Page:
U.S. Secretary of State Antony Blinken insisted Friday that Iran’s latest proposal in the framework of the negotiation to restore the nuclear deal “takes steps backwards” in returning to the pact.
“We are not willing to accept an agreement that does not meet our basic requirements and continually tries to introduce extraneous demands that are not relevant to the agreement itself,” Blinken said when asked at a press conference at NATO headquarters.
Without wanting to reveal more details, the head of U.S. diplomacy has assured that positions had been brought closer in recent weeks with Tehran, but the most recent response to the final document proposed by the European Union, which is acting as mediator, means taking “steps backwards.”
Blinken has signaled that Washington will only reach an agreement if the terms mean an improvement for U.S. national security. “The president (Joe Biden) is focused on that, and what we’re seeing again is that we’re only taking steps backward and not forward,” he lamented.
The European Union’s High Representative for Foreign Policy, Josep Borrell, already warned Monday that Iran’s latest demand does not help culminate the talks and in fact puts the process “in jeopardy.”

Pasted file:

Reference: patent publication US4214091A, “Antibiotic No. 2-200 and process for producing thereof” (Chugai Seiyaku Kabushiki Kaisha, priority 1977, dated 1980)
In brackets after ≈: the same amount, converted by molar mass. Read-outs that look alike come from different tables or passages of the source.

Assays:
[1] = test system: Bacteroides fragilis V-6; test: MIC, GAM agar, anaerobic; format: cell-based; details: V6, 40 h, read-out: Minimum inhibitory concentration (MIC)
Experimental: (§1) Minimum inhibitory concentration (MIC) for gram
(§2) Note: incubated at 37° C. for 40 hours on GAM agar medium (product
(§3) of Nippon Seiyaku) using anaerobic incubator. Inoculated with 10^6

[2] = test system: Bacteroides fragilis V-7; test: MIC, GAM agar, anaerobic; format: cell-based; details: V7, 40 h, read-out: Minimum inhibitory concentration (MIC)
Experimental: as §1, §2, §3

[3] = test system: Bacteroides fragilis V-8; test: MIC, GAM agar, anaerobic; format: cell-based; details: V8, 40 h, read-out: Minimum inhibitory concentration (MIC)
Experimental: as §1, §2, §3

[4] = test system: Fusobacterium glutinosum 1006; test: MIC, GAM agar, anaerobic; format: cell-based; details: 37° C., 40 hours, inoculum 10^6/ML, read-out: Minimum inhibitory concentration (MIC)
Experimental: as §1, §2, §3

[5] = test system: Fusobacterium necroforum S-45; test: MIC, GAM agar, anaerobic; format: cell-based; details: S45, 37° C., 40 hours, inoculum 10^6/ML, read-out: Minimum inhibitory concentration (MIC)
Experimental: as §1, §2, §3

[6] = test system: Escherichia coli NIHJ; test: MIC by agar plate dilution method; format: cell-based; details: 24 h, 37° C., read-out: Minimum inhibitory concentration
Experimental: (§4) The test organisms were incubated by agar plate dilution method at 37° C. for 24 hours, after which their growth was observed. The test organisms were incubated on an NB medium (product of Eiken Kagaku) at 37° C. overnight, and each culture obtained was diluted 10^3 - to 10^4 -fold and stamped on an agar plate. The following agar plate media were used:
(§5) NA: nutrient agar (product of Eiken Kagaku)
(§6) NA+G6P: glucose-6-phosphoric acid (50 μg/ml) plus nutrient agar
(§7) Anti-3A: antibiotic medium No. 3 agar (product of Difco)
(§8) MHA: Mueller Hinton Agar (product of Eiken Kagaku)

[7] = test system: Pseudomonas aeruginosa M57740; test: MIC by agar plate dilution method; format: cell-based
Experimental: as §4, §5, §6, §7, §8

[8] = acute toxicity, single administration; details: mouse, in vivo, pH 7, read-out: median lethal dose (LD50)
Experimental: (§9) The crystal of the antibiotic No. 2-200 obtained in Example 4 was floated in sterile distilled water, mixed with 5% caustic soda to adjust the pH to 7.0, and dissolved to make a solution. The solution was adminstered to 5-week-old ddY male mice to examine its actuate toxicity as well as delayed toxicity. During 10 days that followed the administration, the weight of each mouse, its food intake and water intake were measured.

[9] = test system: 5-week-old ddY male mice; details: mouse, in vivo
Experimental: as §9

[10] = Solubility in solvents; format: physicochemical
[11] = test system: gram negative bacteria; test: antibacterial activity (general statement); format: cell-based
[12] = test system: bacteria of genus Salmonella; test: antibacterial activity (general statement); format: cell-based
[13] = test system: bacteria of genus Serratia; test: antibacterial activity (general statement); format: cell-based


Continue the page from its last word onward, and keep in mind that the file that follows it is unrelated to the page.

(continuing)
As he explained, the conditions demanded by Iran are entailing a “divergence” in the positions of the negotiations. “The positions are further apart, this is worrying and the whole process is in danger,” he said. Tehran is now asking for more guarantees and the closure of the investigation of its nuclear activity to confirm its compliance with the 2015 agreement.
The EU-sponsored diplomatic process seeks to restore an agreement that, despite remaining in force, is badly damaged after the United States unilaterally withdrew during Donald Trump’s tenure, and Iran breached agreed limits on its nuclear activity.
For the EU, the proposal put on the table by Borrell a month ago is a final document that the participants of the nuclear deal must subscribe to or reject, following a 16-month process of talks, mainly in Vienna, to get the United States to return to the Iranian nuclear deal.